By Johnny Jackson
Georgia's school systems may soon have twice as much money for special education programs as they traditionally get.
According to the Georgia Department of Education, the state's school systems, which received more than $300 million from the Individuals with Disabilities Education Act (IDEA) federal grant program this year, could receive an additional $310 million in IDEA funds, as a result of this year's federal stimulus package.
"This is monumental," said Philip Mellor, special education executive director for the Henry County School System. "For years, IDEA has been under-funded," he said. "This is an unprecedented level of funding from the federal government."
Systems should know, within the next few weeks, exactly how much their respective special education departments will receive in additional funding.
In Clayton County, the funds have traditionally been used to support staff, equipment, professional development, the extended school year, transportation, and service delivery for students with disabilities.
"Without these grants, we would see limited resources available for students with disabilities," said John Lyles, spokesman for the Clayton County School System.
In years past, Clayton has received roughly $8 million annually to fund its special education programs, and is budgeting to spend the same amount next school year.
Mellor, who also is the president-elect of the Georgia Association of Educational Leaders, said the added IDEA funding should afford systems enough resources to improve on their existing programs over the next two years.
He said Henry would likely use the funds to increase professional learning (learning by way of seminars and on-the-job training) for its special education, para-professional, teacher assistants.
School systems receive special education funding from various sources, including local tax dollars and from state and federal grants. Special education is mainly funded, however, through the state's Quality Basic Education (QBE) formula, with supplemental funding coming from IDEA grants.
In order to receive the grants, school systems must go through a process in which they submit to the state, their plans for spending the money. The state, in turn, submits those plans collectively, in what is known as a consolidated application process.
According to Mellor, about 85-95 percent of funding from IDEA is used to pay for the salaries of teachers, para-professional, teacher assistants, educational specialists, and some school nurses who work with students with disabilities.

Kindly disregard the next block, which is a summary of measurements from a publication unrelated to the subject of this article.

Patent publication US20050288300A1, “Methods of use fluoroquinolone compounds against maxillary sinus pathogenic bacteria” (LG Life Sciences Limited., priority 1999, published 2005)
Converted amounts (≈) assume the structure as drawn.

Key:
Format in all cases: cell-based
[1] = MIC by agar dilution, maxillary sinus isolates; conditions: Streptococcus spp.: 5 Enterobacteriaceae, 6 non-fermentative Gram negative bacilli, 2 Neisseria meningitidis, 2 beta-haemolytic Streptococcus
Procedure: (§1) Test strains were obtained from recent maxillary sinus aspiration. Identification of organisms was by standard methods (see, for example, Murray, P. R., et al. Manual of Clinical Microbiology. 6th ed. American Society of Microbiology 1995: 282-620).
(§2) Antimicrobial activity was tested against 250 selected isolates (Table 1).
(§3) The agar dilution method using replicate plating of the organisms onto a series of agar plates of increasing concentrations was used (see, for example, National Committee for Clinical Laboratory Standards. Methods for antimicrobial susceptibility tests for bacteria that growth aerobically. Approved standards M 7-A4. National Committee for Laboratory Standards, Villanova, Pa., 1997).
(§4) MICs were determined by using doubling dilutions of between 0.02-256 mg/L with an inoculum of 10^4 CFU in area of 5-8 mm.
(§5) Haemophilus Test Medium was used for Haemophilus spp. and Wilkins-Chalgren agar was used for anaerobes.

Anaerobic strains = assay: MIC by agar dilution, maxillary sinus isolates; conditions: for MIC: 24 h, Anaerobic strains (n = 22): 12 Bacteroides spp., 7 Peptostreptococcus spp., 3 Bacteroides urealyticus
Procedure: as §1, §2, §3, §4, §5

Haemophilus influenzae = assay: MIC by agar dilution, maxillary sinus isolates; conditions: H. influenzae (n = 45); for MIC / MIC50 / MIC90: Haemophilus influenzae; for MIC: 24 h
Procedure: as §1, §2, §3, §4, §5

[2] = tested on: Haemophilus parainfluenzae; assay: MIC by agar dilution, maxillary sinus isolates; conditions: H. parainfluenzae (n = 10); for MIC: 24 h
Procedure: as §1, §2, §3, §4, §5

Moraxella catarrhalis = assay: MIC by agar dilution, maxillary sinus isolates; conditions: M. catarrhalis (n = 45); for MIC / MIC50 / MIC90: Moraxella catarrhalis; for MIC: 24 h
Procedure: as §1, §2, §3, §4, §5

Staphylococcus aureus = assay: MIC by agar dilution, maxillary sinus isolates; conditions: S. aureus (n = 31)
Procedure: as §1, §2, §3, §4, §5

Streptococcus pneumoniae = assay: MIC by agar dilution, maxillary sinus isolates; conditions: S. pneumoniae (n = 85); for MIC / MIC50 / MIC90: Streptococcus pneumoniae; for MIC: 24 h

Some 4,000 students with disabilities are served annually in Henry, where the most disabilities are characterized as speech and language impairments; learning disabilities, such as dyslexia; mild intellectual disabilities, and emotional and behavioral problems.
Mellor said that Henry's greatest needs are providing the students with inclusive services and math support. Inclusive services are those which integrate students with disabilities into regular classrooms with the aid of co-teachers and teacher assistants. Math support is an additional class that supplements the existing curriculum.
Mellor said the move to involve students with disabilities in regular-classroom settings is a research-based attempt to improve the overall academic performance of students in state and national assessments.
"I'm an advocate for students with disabilities and their families," he said. "We want them to be able to compete globally as well, and many of them can. The heart of this is how we're going to help students with disability to be successful."
In order to continue to receive that funding, the state must publicly post its annual state application for IDEA grants for 60 days. The state must also have a 30-day public comment window, which begins April 1.
Written comments may be sent to Nancy O'Hara, the state's division for special education services director, by mail at: 1870 Twin Towers East, Atlanta, Ga. 30334. Or by e-mail at: email@example.com.
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